Author Topic: Clifton Suspension Bridge  (Read 2458 times)

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Offline malj1

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Clifton Suspension Bridge
« on: June 01, 2014, 12:52:29 AM »
A toll token is shown for use on the Clifton Suspension Bridge. rev, CSBT brass 21.9mm

In 1860 the Clifton Bridge Company was set up to oversee the final stages of completion and manage the operation of the bridge. The revenues from tolls were minimal initially as there was not much traffic; however, this increased after 1920 with greater car ownership. The bridge is managed by a charitable trust authorised to manage the bridge and collect tolls by Acts of Parliament in 1952, 1980 and 1986. A toll of 0.50 has been levied on vehicles since 2007, but the 0.05 toll that the Act allows for cyclists or pedestrians is not collected. Human toll collectors were replaced by automated machines in 1975. The tolls are used to pay for the upkeep of the bridge, including the strengthening of the chain anchor points, which was done in 1925 and 1939, and regular painting and maintenance, which is carried out from a motorised cradle slung beneath the deck. As of 2008 over 4 million vehicles cross the bridge each year. In February 2012, the bridge trustees applied to the Department for Transport to increase the toll to 1, but as of March 2013 that rise has not occurred. abridged from Wikipedia

See also Re: SS Texaco Great Britiain I quote...

Brunel is perhaps best remembered for designing the Clifton Suspension Bridge in Bristol. Spanning over 700 ft (210 m), and nominally 200 ft (61 m) above the River Avon, it had the longest span of any bridge in the world at the time of construction. Work on the Clifton bridge started in 1831, but was suspended. Brunel did not live to see the bridge finished. Work recommenced in 1862 and was completed in 1864, five years after Brunel's death.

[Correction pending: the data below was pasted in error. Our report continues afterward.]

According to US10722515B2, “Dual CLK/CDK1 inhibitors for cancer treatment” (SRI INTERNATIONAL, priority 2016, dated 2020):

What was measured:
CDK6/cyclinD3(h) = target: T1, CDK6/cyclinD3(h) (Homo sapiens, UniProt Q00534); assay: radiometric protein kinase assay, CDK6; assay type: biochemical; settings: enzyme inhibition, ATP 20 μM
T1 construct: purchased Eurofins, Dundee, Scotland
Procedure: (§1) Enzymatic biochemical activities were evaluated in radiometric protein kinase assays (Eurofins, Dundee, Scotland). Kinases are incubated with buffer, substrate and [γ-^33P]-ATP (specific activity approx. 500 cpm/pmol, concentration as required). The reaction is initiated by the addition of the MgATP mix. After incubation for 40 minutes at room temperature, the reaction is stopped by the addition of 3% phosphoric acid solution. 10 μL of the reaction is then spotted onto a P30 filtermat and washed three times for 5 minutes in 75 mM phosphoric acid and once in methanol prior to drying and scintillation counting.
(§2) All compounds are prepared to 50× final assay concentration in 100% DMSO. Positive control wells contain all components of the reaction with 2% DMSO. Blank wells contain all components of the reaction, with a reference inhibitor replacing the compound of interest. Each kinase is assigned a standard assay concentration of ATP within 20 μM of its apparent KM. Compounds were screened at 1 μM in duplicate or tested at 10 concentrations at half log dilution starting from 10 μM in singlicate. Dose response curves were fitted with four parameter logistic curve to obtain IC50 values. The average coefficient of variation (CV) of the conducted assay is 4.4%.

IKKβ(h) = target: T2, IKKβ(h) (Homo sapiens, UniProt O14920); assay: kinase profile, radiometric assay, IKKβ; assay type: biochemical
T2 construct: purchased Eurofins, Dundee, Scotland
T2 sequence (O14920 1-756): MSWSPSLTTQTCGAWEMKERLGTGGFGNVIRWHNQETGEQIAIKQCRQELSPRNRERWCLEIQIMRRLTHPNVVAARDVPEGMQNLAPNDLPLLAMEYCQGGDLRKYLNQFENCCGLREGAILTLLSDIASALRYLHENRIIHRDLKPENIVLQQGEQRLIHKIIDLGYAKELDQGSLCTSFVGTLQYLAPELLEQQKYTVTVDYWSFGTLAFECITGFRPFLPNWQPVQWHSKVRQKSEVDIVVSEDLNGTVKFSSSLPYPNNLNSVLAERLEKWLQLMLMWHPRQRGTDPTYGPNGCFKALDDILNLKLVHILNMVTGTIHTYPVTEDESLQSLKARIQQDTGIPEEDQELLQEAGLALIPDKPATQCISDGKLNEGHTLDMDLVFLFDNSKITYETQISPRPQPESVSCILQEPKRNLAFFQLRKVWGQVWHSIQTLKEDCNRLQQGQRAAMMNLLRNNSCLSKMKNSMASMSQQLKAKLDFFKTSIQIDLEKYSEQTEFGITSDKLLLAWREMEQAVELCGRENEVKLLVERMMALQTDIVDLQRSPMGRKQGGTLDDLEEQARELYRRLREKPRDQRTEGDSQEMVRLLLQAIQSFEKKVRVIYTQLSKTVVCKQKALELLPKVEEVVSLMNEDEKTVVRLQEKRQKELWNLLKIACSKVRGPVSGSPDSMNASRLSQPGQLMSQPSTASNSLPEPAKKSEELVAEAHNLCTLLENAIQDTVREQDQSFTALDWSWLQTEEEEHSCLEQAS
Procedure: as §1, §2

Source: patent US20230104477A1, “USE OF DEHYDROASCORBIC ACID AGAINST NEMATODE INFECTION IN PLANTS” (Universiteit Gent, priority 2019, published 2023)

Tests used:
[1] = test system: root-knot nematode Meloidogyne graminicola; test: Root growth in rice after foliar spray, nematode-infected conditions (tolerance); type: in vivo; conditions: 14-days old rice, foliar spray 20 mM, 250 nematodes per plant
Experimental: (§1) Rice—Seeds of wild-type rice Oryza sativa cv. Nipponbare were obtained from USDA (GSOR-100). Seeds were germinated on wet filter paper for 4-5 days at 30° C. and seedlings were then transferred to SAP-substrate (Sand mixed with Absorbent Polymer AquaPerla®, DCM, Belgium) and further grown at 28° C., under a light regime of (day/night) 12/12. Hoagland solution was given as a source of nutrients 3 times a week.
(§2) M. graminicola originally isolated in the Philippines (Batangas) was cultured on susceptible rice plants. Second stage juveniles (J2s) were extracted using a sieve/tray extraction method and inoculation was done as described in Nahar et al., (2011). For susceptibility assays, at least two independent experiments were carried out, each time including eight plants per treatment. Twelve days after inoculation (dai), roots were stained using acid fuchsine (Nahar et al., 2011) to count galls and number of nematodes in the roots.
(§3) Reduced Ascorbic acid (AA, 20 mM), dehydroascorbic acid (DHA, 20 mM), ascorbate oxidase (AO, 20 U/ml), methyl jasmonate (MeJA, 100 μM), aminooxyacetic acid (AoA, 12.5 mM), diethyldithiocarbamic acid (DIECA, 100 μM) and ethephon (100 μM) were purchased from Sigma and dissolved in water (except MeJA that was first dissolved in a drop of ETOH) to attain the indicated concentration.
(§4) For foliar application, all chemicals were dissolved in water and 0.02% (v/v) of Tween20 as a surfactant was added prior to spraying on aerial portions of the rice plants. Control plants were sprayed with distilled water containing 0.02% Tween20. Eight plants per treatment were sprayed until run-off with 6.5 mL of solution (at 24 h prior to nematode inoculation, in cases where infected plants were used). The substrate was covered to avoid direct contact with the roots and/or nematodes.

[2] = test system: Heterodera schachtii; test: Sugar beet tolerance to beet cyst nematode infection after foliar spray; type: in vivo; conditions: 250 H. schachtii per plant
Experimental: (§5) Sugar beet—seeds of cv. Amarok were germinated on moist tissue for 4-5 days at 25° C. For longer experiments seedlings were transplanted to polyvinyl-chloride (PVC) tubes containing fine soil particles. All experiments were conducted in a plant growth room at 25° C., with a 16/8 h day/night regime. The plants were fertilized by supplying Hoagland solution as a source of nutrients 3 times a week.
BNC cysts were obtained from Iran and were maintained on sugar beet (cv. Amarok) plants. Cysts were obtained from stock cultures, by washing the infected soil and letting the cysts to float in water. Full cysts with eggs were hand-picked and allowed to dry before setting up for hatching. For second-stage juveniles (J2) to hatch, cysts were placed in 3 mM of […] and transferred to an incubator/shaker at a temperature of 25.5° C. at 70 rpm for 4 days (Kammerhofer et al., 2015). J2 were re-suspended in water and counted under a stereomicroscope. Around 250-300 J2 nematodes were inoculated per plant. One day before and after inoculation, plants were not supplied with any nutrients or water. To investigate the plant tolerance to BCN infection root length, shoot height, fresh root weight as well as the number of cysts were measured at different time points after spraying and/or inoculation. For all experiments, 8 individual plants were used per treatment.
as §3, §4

Malcolm
Have a look at  my tokens and my banknotes.

Offline Kushi

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Re: Clifton Suspension Bridge
« Reply #1 on: June 01, 2014, 07:17:40 AM »
The bridge.

Offline THCoins

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Re: Clifton Suspension Bridge
« Reply #2 on: June 01, 2014, 08:59:13 AM »
Impressive bridge ! I went to Edinburgh not so long ago. Took some hours to see the Firth of Forth bridge. This also is pre 1900, and very cleverly ingeneered, especially for that time (but not by I.K Brunel). Nice to see this historical heritage still in use.

Offline malj1

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Re: Clifton Suspension Bridge
« Reply #3 on: July 12, 2014, 04:55:18 AM »
Spotted some unused tokens today, 20 Toll Tokens in original paper wrapper marked:

These tokens are issued subject to The Clifton Suspension Bridge Act 1952 and the Trustees By-Laws.
Malcolm
Have a look at  my tokens and my banknotes.

Offline Figleaf

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Re: Clifton Suspension Bridge
« Reply #4 on: November 15, 2014, 10:31:42 PM »
Got a copy. At 4.7 grams, 22 mm it would be suitable for a token-operated toll gate, so I'd make it post 1975. However, the roll pictured above seems to dated 1962?

Peter
An unidentified coin is a piece of metal. An identified coin is a piece of history.

Offline malj1

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Re: Clifton Suspension Bridge
« Reply #5 on: November 15, 2014, 10:56:20 PM »
Yes by rights it is a machine token, I was hoping you would not notice! Listed as Hayes 93A. You are spot on with the date too.  ;D It was used to activate the mechanical toll barriers between 1975 and 1982.

The bridge joins Bristol and North Somerset and is owned and operated by Clifton Suspension Bridge Trust. It is entirely funded by tolls - which have paid for its upkeep since it first opened to the public on 8th December 1864.
Malcolm
Have a look at  my tokens and my banknotes.

Offline malj1

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Re: Clifton Suspension Bridge
« Reply #6 on: August 14, 2019, 02:38:38 AM »
Drivers crossing Clifton Suspension Bridge are now able to pay the 1 toll using contactless enabled phones and cards.
Malcolm
Have a look at  my tokens and my banknotes.